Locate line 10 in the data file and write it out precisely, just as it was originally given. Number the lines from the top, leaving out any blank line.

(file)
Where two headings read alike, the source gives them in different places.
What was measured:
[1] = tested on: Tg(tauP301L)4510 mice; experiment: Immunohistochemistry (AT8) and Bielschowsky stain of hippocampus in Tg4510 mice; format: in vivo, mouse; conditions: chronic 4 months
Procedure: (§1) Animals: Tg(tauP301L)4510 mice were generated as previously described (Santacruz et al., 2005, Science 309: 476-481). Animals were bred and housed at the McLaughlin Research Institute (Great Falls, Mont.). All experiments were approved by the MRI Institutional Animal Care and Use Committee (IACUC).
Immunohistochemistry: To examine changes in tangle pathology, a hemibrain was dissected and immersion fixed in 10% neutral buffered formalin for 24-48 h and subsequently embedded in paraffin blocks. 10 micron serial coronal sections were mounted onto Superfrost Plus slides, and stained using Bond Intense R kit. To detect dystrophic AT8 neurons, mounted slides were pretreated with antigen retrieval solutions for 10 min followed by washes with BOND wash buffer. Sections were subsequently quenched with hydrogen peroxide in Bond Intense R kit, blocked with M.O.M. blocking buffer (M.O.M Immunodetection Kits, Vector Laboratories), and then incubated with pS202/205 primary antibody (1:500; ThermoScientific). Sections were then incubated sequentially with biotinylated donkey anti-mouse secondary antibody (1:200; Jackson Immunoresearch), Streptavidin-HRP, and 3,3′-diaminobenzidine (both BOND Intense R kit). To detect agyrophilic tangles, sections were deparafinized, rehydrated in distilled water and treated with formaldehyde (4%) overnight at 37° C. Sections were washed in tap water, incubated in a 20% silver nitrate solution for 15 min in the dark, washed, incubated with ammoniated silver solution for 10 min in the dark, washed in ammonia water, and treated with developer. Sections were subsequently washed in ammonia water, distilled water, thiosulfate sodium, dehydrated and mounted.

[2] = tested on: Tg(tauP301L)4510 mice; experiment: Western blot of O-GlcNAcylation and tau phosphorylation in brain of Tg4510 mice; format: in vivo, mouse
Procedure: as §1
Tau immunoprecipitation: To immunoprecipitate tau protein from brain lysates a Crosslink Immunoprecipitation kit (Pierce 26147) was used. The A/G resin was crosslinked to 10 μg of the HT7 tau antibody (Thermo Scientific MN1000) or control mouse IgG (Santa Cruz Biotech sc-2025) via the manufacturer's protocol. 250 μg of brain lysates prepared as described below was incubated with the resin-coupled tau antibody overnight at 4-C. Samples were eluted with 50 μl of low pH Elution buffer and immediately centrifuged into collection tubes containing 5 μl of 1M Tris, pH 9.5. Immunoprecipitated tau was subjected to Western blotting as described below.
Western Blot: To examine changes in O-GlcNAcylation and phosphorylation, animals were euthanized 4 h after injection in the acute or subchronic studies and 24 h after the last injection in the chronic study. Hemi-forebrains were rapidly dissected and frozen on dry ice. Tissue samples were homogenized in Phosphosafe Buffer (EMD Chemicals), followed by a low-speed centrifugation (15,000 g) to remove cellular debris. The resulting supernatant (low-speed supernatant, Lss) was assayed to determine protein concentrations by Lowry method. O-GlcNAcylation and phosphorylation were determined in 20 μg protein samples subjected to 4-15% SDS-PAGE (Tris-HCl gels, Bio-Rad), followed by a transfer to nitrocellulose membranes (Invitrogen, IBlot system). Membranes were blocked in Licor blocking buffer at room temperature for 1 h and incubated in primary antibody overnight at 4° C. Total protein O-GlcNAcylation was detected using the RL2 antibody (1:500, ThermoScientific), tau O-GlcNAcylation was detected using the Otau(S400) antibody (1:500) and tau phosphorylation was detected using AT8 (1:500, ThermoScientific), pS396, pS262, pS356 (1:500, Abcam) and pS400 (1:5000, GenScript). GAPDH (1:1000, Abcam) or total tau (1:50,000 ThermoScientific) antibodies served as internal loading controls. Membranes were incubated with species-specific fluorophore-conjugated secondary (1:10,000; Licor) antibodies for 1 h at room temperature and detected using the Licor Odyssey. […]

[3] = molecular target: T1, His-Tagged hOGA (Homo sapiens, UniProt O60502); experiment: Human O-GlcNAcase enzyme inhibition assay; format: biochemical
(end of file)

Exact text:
[3] = molecular target: T1, His-Tagged hOGA (Homo sapiens, UniProt O60502); experiment: Human O-GlcNAcase enzyme inhibition assay; format: biochemical